In the absence of Morgan Burnett against the Vikings, I was eager to see what defensive back and linebacker Josh Jones would do playing a full game last Sunday.
All of a sudden I couldn’t find him on the field. Oh no, another injury! But then I saw him playing on special teams. What was the deal?
The published box score showed Jones as having two tackles, and nothing else – I had been hoping for double digits.
I watched coach Mike McCarthy’s post-game press conference, and no one asked about Jones. About mid-day on Monday the snap counts were published: Jones had only 30 out of 77 defensive snaps, all listed as being an inside linebacker. Why was Jones being used so sparingly – especially since the Packers defense was being further depleted by injuries?
Also on Monday, McCarthy held a Q&A session with the press, and in over 12 minutes no one asked about Jones.
I waited until Wednesday, media day for the coaching staff. Defensive coordinator Dom Capers, safeties coach Darren Perry, linebackers coach Winston Moss – none of them shed any light on the disappearance of Josh Jones.
Finally, someone asked assistant linebackers coach Scott McCurley about Josh’s playing time. McCurley said that Josh was put into the lineup in the past couple of weeks in situations that weren’t the best for him. Apparently the team didn’t think the defensive formations used in the game plan formations planned against the Vikings weren’t optimum for Jones either.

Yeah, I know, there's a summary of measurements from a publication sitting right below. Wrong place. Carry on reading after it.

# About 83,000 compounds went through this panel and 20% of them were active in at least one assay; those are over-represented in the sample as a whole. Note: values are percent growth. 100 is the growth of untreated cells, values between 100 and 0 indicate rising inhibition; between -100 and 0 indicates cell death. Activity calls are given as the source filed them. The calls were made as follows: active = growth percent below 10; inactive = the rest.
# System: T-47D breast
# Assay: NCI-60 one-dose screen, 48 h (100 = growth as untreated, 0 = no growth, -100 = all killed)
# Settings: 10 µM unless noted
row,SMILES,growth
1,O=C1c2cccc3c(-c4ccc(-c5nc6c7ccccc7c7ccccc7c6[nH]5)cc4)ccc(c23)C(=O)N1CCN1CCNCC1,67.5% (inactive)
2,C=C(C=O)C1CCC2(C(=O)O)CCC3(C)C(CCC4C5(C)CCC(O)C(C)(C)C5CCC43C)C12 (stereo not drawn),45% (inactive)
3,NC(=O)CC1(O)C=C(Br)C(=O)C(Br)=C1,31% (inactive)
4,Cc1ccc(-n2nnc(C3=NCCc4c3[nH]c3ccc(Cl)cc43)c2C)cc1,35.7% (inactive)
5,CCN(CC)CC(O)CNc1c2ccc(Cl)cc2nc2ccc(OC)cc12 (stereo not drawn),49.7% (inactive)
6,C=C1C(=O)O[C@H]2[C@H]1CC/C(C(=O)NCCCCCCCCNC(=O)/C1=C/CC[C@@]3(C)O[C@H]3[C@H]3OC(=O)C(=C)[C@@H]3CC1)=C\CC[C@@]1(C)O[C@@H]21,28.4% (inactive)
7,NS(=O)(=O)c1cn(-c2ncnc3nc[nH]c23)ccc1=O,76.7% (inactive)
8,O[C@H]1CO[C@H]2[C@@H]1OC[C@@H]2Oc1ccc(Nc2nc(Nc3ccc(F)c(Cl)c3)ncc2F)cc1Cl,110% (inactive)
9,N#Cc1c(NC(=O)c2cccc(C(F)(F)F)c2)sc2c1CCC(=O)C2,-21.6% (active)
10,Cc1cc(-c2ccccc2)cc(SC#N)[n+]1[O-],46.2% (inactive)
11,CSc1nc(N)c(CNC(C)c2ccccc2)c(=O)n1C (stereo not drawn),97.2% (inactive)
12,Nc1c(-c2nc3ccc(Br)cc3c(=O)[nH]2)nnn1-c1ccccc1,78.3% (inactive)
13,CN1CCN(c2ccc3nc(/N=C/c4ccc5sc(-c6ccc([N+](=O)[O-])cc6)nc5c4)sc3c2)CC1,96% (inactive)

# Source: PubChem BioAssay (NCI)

I think what McCurley was hinting at is that the Packers are not yet viewing Jones as a three-down player. They seem to be reserving him for use in the “nitro” formation, where he acts as a hybrid strong safety/linebacker.
So far this year, the Packers have at times used the nitro formation extensively, especially against the Bengals, where both Jones and fellow rookie Kevin King played every defensive snap. Jones was terrific in that game, with 12 tackles, including two sacks.
In the other five games, however, the nitro has been used intermittently and Jones has not had more than four tackles in any of these contests. His snap count percentages have been: 50 percent against Atlanta, 75 percent against the Bears, 51 percent against the Cowboys, and 39 percent against the Vikings.
When the regular season was approaching, fans were all jazzed about how the team’s two top draft choices were going to cause fireworks. It’s disappointing, especially in view of how thin the team is in the defensive backfield, that Jones is currently just a reserve, a role player.
As to the other firecracker, cornerback Kevin King, primarily due to injuries, has played slightly less than has Jones – but the coaches seem to think his readiness for the pro game is ahead of Jones. King was in on all of the defensive snaps against Cincinnati, in 79 percent of them against Atlanta, and in 89 percent of them against Dallas. Due to a concussion, he was inactive against the Vikings, but he cleared the protocol earlier this week, so he should be starting against the Saints.
This is very good news, as Quinten Rollins has been placed on injured reserve, Damarious Randall is nursing his hamstring, Davon House has a quad injury, and Lenzy Pipkins suffered a concussion against the Vikings.
Given the quarterback situation, the team more than ever needs to get these two highly-touted defenders up to speed and on the field more often.